Wow. I received this email today:
When I found your blog, it was like a flip switched in my head. I’ve been reasonably successful in my adult life:
1) as a software developer
2) as a musician
3) as a semi-professional line-cook
4) as a moonlighting guitar tech
But there was virtually nothing I learned in school that prepared me for any of these pursuits. Everything I know about these things, I learned on my own time.
In fact, I came out of college convinced I was permanently damaged—that I was incapable of working hard, that the only reason I could pass classes is because I was good at cramming the night before, and that the most important life skill is the art of bullshitting. I drank the kool-aid: good kids get into college right after high school, ace their classes, get degrees, and enter the job market prepared.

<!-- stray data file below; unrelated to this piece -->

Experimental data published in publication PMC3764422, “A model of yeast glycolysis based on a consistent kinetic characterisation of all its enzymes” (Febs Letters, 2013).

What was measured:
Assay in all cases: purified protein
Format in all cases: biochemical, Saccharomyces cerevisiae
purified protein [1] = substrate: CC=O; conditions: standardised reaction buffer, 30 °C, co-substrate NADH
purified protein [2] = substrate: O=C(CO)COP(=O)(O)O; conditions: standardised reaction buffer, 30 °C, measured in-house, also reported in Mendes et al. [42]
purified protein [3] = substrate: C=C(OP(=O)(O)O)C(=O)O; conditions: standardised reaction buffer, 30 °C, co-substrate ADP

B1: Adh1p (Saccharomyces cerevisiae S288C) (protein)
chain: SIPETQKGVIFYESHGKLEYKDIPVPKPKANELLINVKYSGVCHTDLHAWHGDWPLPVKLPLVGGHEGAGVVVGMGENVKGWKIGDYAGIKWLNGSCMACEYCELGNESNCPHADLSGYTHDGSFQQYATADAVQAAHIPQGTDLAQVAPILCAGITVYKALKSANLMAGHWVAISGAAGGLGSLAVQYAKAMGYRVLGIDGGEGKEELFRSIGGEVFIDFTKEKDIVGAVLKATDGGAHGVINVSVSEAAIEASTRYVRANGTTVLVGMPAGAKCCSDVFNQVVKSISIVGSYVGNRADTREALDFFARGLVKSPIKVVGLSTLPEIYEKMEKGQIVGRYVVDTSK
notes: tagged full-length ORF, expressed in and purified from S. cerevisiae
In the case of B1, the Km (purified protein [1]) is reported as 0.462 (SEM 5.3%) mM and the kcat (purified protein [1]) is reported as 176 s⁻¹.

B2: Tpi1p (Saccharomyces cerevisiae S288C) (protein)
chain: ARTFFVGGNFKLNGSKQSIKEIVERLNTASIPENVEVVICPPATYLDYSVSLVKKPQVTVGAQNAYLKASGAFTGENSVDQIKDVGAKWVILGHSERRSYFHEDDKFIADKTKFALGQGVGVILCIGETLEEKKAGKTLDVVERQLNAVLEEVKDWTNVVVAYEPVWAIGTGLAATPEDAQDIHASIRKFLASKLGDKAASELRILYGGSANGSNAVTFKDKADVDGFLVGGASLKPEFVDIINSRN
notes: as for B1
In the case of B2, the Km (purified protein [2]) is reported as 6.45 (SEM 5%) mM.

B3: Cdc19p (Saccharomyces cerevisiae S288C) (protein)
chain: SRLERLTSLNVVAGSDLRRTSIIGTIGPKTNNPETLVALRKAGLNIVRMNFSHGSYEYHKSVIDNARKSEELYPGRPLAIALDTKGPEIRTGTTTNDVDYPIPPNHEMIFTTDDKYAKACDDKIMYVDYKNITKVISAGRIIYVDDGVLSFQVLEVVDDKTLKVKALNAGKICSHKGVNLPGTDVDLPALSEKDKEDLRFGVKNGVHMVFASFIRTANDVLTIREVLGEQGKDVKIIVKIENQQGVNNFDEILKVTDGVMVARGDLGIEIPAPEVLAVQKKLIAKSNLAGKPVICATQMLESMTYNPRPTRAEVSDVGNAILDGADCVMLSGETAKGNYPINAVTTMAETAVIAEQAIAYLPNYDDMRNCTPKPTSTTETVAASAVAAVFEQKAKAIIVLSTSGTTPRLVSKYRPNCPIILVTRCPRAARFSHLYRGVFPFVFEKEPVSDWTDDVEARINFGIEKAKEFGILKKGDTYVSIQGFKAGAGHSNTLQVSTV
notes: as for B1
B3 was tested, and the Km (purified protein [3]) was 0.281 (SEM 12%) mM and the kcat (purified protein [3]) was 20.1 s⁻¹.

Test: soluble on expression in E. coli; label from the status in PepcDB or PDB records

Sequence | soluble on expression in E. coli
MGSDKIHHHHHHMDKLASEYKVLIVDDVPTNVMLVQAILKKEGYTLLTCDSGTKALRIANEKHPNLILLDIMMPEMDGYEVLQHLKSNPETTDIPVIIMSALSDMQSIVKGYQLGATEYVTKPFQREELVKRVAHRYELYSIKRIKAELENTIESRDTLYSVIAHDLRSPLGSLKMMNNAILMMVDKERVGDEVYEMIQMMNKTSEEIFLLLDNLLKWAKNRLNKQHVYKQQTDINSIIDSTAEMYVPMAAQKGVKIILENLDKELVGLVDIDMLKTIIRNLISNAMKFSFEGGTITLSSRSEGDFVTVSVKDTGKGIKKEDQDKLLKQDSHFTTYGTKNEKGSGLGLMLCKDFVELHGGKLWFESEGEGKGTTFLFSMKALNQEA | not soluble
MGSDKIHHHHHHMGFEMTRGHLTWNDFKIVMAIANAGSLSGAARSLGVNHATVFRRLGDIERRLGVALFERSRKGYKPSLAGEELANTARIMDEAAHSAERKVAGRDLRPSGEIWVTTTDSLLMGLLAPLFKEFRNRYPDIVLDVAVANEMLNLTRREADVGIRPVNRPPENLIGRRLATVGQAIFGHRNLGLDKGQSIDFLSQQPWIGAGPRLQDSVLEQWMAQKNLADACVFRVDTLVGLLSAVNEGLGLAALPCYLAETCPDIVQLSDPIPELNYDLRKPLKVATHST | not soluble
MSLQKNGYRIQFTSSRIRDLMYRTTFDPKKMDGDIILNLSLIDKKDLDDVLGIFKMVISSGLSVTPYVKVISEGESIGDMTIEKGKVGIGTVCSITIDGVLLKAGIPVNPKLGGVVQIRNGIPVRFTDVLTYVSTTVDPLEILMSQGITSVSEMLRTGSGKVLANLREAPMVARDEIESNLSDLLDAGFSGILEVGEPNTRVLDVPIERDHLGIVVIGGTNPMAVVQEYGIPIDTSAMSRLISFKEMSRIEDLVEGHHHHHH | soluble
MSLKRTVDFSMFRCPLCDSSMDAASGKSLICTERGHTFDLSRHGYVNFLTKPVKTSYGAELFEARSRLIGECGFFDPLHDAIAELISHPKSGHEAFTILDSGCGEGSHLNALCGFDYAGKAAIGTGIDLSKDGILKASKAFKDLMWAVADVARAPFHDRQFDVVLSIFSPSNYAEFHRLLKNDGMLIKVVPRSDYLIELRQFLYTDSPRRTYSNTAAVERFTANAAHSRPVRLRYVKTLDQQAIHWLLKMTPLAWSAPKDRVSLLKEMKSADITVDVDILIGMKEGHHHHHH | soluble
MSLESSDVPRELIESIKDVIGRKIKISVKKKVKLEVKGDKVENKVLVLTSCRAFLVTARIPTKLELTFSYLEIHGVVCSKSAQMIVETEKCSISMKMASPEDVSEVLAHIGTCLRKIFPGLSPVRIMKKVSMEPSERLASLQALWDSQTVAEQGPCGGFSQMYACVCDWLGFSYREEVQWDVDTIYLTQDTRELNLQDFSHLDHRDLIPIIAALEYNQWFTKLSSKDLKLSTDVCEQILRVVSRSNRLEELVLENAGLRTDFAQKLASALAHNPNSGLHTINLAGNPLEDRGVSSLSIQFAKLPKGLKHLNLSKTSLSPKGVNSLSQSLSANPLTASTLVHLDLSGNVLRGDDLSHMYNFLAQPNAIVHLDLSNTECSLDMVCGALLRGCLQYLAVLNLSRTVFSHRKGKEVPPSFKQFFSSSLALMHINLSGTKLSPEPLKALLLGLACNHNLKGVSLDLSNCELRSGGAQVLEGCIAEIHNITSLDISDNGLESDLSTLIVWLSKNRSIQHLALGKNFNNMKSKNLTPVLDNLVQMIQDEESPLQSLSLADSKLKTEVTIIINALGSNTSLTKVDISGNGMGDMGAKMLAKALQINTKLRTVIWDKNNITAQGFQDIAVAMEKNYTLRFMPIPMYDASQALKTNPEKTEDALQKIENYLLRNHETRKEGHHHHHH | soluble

That I hated every second of it seemed my more my fault than anything else. I was just lazy and “wasn’t living up to my full potential.” On some level, I knew spending hours on a paper that might get 30 seconds of a TA’s attention before hitting the trash can was fundamentally wrong. But, that’s just life, right? You have to pay your dues, and your parents are shelling out good money for this, so it must be important.
Well, almost five years later, I think I’m starting to get it figured out. Ultimately, I dropped out of school, bummed around as a line cook for a while, worked my way up to a developer gig at Microsoft only to quit when I realized I hated it—all of this horrified my parents. But I learned more in those years in the private sector than all my schooling combined. I finally found my dream job (working as a developer for a Seattle startup), and I owe it entirely to my real world experience. That I make more than my parents now certainly helps my case. I only wish I had a chance for some “real-world” experience at some point during my decade and a half as a student.
Ok, so: one more victim of institutionalized education.
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